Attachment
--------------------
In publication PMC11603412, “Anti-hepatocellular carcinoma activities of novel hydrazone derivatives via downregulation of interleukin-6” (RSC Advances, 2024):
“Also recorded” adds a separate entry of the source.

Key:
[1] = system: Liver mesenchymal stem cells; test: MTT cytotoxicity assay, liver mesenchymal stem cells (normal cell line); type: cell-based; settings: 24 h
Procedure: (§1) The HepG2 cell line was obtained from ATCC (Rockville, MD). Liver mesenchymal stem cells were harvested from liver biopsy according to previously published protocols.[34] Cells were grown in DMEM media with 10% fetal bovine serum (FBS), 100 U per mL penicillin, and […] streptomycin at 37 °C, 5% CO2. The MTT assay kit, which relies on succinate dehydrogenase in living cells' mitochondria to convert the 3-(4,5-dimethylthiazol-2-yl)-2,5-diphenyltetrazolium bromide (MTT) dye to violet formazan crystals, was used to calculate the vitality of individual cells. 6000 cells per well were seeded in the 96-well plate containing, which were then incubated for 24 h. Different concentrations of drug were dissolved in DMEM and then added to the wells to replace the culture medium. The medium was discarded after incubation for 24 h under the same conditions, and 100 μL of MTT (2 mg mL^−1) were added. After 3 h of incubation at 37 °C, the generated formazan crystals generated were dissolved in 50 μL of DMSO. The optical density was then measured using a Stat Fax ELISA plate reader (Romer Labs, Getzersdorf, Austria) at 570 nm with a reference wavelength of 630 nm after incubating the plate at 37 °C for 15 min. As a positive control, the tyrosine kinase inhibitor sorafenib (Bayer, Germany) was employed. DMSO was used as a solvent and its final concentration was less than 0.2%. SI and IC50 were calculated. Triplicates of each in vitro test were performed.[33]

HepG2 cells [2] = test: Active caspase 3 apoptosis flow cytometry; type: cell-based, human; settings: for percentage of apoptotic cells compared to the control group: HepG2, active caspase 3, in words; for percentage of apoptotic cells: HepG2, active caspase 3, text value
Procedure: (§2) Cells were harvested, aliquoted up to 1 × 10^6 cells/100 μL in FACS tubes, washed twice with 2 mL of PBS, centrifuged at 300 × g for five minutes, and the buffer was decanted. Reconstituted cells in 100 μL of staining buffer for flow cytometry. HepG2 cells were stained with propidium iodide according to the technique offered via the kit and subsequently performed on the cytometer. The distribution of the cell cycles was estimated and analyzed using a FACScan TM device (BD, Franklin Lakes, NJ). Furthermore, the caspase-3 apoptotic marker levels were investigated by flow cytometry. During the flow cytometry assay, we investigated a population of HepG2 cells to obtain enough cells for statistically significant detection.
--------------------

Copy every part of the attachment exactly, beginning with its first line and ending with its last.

In publication PMC11603412, “Anti-hepatocellular carcinoma activities of novel hydrazone derivatives via downregulation of interleukin-6” (RSC Advances, 2024):
“Also recorded” adds a separate entry of the source.

Key:
[1] = system: Liver mesenchymal stem cells; test: MTT cytotoxicity assay, liver mesenchymal stem cells (normal cell line); type: cell-based; settings: 24 h
Procedure: (§1) The HepG2 cell line was obtained from ATCC (Rockville, MD). Liver mesenchymal stem cells were harvested from liver biopsy according to previously published protocols.[34] Cells were grown in DMEM media with 10% fetal bovine serum (FBS), 100 U per mL penicillin, and […] streptomycin at 37 °C, 5% CO2. The MTT assay kit, which relies on succinate dehydrogenase in living cells' mitochondria to convert the 3-(4,5-dimethylthiazol-2-yl)-2,5-diphenyltetrazolium bromide (MTT) dye to violet formazan crystals, was used to calculate the vitality of individual cells. 6000 cells per well were seeded in the 96-well plate containing, which were then incubated for 24 h. Different concentrations of drug were dissolved in DMEM and then added to the wells to replace the culture medium. The medium was discarded after incubation for 24 h under the same conditions, and 100 μL of MTT (2 mg mL^−1) were added. After 3 h of incubation at 37 °C, the generated formazan crystals generated were dissolved in 50 μL of DMSO. The optical density was then measured using a Stat Fax ELISA plate reader (Romer Labs, Getzersdorf, Austria) at 570 nm with a reference wavelength of 630 nm after incubating the plate at 37 °C for 15 min. As a positive control, the tyrosine kinase inhibitor sorafenib (Bayer, Germany) was employed. DMSO was used as a solvent and its final concentration was less than 0.2%. SI and IC50 were calculated. Triplicates of each in vitro test were performed.[33]

HepG2 cells [2] = test: Active caspase 3 apoptosis flow cytometry; type: cell-based, human; settings: for percentage of apoptotic cells compared to the control group: HepG2, active caspase 3, in words; for percentage of apoptotic cells: HepG2, active caspase 3, text value
Procedure: (§2) Cells were harvested, aliquoted up to 1 × 10^6 cells/100 μL in FACS tubes, washed twice with 2 mL of PBS, centrifuged at 300 × g for five minutes, and the buffer was decanted. Reconstituted cells in 100 μL of staining buffer for flow cytometry. HepG2 cells were stained with propidium iodide according to the technique offered via the kit and subsequently performed on the cytometer. The distribution of the cell cycles was estimated and analyzed using a FACScan TM device (BD, Franklin Lakes, NJ). Furthermore, the caspase-3 apoptotic marker levels were investigated by flow cytometry. During the flow cytometry assay, we investigated a population of HepG2 cells to obtain enough cells for statistically significant detection.